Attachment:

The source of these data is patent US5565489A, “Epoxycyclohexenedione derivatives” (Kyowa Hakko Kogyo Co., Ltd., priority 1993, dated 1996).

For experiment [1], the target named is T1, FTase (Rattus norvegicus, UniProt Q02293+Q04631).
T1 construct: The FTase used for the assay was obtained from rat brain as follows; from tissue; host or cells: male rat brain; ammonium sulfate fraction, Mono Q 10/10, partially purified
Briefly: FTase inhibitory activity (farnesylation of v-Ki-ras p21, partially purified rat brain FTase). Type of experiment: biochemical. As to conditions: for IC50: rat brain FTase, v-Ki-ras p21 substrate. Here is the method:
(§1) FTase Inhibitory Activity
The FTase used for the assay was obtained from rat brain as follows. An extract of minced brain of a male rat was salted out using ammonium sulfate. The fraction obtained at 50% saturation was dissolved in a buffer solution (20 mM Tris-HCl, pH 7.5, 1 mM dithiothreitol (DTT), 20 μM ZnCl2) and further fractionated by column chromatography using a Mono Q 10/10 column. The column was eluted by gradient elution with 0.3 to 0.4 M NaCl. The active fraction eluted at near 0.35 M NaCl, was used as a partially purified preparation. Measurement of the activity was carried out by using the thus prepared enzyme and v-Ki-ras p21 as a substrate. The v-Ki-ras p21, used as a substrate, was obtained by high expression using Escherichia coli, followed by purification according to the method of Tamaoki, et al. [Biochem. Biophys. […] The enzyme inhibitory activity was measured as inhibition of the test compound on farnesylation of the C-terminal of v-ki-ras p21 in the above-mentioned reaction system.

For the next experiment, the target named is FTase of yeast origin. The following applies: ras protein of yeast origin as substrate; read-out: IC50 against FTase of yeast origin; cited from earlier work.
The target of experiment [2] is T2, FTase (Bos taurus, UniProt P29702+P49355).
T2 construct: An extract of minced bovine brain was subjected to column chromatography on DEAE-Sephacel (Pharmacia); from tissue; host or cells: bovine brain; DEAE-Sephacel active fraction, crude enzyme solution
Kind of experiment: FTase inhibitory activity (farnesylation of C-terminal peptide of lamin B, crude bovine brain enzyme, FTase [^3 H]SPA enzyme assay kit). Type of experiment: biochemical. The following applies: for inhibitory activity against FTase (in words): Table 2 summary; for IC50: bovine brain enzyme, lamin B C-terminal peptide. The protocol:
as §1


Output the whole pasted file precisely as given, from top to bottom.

The source of these data is patent US5565489A, “Epoxycyclohexenedione derivatives” (Kyowa Hakko Kogyo Co., Ltd., priority 1993, dated 1996).

For experiment [1], the target named is T1, FTase (Rattus norvegicus, UniProt Q02293+Q04631).
T1 construct: The FTase used for the assay was obtained from rat brain as follows; from tissue; host or cells: male rat brain; ammonium sulfate fraction, Mono Q 10/10, partially purified
Briefly: FTase inhibitory activity (farnesylation of v-Ki-ras p21, partially purified rat brain FTase). Type of experiment: biochemical. As to conditions: for IC50: rat brain FTase, v-Ki-ras p21 substrate. Here is the method:
(§1) FTase Inhibitory Activity
The FTase used for the assay was obtained from rat brain as follows. An extract of minced brain of a male rat was salted out using ammonium sulfate. The fraction obtained at 50% saturation was dissolved in a buffer solution (20 mM Tris-HCl, pH 7.5, 1 mM dithiothreitol (DTT), 20 μM ZnCl2) and further fractionated by column chromatography using a Mono Q 10/10 column. The column was eluted by gradient elution with 0.3 to 0.4 M NaCl. The active fraction eluted at near 0.35 M NaCl, was used as a partially purified preparation. Measurement of the activity was carried out by using the thus prepared enzyme and v-Ki-ras p21 as a substrate. The v-Ki-ras p21, used as a substrate, was obtained by high expression using Escherichia coli, followed by purification according to the method of Tamaoki, et al. [Biochem. Biophys. […] The enzyme inhibitory activity was measured as inhibition of the test compound on farnesylation of the C-terminal of v-ki-ras p21 in the above-mentioned reaction system.

For the next experiment, the target named is FTase of yeast origin. The following applies: ras protein of yeast origin as substrate; read-out: IC50 against FTase of yeast origin; cited from earlier work.
The target of experiment [2] is T2, FTase (Bos taurus, UniProt P29702+P49355).
T2 construct: An extract of minced bovine brain was subjected to column chromatography on DEAE-Sephacel (Pharmacia); from tissue; host or cells: bovine brain; DEAE-Sephacel active fraction, crude enzyme solution
Kind of experiment: FTase inhibitory activity (farnesylation of C-terminal peptide of lamin B, crude bovine brain enzyme, FTase [^3 H]SPA enzyme assay kit). Type of experiment: biochemical. The following applies: for inhibitory activity against FTase (in words): Table 2 summary; for IC50: bovine brain enzyme, lamin B C-terminal peptide. The protocol:
as §1